Suji Kwock Kim
Once I was nothing: once we were one.
In the unborn world we heard the years hurtling past,
whirring like gears in a giant factory—time time time—
We heard human breathing,
thoughts coming and going like bamboo leaves hissing in wind,
doubts swarming like reconnaissance planes over forests of sleep,
we heard words murmured in love.
We felt naked bodies climb each other,
as if they could ride each other to a country that can’t be named.
We felt bedsprings creak, felt the rough sailcloth of sheets dampen,
felt wet skin hold them together and apart.
What borders did they cross? What more did they want?
Bittersweet the sweat we tasted, the swollen lips we touched, the chafe of separate loins:
bittersweet the wine of one flesh they drank and drank.
They called us over oceans of dream-salt,
their voices moving over the face of the waters like searchlights from a guardtower.
We hid, and refused to come out.
Their cries followed like police dogs snarling from a leash.
We ran through benzene rain, flew through clouds of jet-fuel.
We swam through hydrogen spume, scudded among stars numberless as sands.
We didn’t want to be born we didn’t want.
Blindly their hands groped for us like dragnets trawling for corpses,
blindly their hands hauled me like grappling hooks from the waves,
the foaming scalps of ghost-children laughing, seaweed-hiar dripping,
the driftwood of other children who might have been.
Out of chromosomes and dust,
cells of hope, cells of history,
out of refugees running from mortar shells, immigrants driving to power plants in Jersey,
out of meadowsweet and oil, the chaff of unlived lives blowing endlessly,
out of wishes known and unknown they reeled me in.
I entered the labyrinth of mother’s body.
I wandered through nerve-forests branching in every direction,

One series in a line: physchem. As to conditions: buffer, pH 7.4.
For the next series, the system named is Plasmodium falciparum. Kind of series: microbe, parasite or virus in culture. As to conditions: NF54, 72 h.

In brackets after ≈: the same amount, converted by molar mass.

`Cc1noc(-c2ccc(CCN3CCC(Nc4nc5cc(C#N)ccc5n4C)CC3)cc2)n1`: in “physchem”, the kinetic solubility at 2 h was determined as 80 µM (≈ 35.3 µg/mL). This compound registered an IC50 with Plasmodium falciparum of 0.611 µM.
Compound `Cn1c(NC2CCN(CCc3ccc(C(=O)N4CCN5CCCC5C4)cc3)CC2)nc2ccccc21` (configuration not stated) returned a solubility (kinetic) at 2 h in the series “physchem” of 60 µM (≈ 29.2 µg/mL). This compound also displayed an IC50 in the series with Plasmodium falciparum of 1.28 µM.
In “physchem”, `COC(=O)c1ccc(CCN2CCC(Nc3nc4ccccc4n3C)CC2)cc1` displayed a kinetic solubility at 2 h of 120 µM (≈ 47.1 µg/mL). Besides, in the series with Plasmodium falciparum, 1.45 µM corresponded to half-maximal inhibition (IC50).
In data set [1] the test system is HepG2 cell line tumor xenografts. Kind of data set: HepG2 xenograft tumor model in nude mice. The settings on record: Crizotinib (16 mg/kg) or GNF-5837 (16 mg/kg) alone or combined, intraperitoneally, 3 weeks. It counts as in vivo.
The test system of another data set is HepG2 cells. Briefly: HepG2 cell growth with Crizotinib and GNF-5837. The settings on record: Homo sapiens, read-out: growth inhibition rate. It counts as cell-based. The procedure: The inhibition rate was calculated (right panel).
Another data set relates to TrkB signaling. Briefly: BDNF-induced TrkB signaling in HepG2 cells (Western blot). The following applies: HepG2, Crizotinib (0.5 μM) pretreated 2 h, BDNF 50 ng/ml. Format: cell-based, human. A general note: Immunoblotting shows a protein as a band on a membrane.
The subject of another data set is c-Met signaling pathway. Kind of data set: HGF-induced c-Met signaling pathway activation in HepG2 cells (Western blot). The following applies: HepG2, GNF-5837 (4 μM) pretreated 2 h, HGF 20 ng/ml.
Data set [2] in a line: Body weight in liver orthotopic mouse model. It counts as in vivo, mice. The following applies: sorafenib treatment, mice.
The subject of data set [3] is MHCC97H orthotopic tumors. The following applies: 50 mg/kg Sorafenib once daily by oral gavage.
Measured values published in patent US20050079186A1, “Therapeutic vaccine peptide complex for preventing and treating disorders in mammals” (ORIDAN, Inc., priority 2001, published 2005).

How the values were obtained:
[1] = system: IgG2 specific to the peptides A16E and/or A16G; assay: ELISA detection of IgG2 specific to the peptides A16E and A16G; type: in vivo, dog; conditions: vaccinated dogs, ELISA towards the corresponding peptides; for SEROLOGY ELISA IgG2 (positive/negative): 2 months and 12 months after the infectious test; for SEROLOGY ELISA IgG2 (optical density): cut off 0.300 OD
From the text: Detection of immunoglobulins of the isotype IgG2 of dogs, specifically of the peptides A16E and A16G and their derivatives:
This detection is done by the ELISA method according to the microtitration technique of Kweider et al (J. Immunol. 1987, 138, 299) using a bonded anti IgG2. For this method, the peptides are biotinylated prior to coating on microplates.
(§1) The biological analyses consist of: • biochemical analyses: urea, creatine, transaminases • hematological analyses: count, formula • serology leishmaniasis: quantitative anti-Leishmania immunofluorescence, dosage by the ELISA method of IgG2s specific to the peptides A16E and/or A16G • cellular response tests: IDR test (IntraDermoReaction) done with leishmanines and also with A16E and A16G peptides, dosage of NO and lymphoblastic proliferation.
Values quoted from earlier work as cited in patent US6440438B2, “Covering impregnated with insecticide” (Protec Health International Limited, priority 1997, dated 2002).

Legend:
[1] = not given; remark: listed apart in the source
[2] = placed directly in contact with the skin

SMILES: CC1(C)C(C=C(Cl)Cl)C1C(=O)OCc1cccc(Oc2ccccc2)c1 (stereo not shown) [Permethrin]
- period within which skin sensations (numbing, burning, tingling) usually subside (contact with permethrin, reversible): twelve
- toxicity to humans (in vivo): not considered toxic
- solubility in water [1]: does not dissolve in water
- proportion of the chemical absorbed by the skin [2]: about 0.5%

towering trees fired by feeling, crackling and smoldering.
I rowed though vein-rivers.
I splashed in lymph-creeks between islands of glands.
I leaped rib to rib, rung to rung on the spine,
I swung from the ropes of entrails.
I played on organs, leaped through a fog of sweet oxygen in the lungs.
I clambered over tectonic plates of the skull, scrambling not to fall
down the chasms between, the mind-mountains where I could see no bottom.
I peered through sockets at the brain brewing in cliffs of bone
like a gigantic volcano, with its magma of memories, magma of tomorrows,
I could have played there forever, watching, wondering at the vast expanses inside,
wondering at the great chambers in the heart.
What machine made me move into the womb-cave, made me
a grave of flesh, now the engine of beginning driving forwards,
cells dividing, cells dividing:
now neurons sizzling, dendrites buzzing,
now arteries tunneling tissue like tubes hooked to an IV;
now organs pumping, hammers of hunger and thirst pounding,
now sinews cleaving, tendons lashing meat to bone:
meanwhile my skeleton welding, scalp cementing like mortar,
meanwhile my face soldered on, hardening like a mask of molten steel,
meanwhile my blood churning like a furnace of wanting,
meanwhile my heart ticking like a bomb—is-was, is-was:
then cold metal tongs clamped my forehad and temples,
then forceps plucked me from mother’s body like fruit torn from a tree:
then I heard a cry of pain—mine? not mine?—
then a scalpel’s snip snip against the umbilical cord, like razors scraping a leather strop:
soon I felt sticky with blood and matted fur, surgical lights blinding,
soon I felt tears burning my skin—Why are you crying? Why am I?—
I didn’t know who or what I was, only that I was,
each question answered by the echo of my voice alone: I, I, I.
-from Notes from the Divided Country
BIO: Suji Kwock Kim was educated at Yale University, the University of Iowa, Stanford University, and the University of California-Berkeley. As a former Fulbright Scholar, she studied at Seoul National University and Yonsei University, where her great-grandfather had been professor and dean of the graduate school and cofounder of the Korean Language Society (조선어학회), which was organized in resistance to the Japanese occupation. She is the author of the poetry collections Disorient (forthcoming) and Notes from the Divided Country (2003), which won the Addison Metcalf Award from the American Academy of Arts and Letters, the Walt Whitman Award from the Academy of American Poets, the Bay Area Book Reviewers Award, and was a finalist for the Griffin Prize. She cowrote Private Property, a multimedia play performed at the Edinburgh Festival Fringe.
She is the recipient of fellowships from the Whiting Foundation, the NEA, Fulbright/IIE, Blakemore Foundation for Asian Studies, Korea Foundation, and Japan-U.S. Friendship Commission. Her work has appeared in the New York Times, the Washington Post, the Los Angeles Times, Slate, the Nation, the New Republic, and the Paris Review; and has been performed by the Tokyo Philharmonic Chorus and recorded on National Public Radio.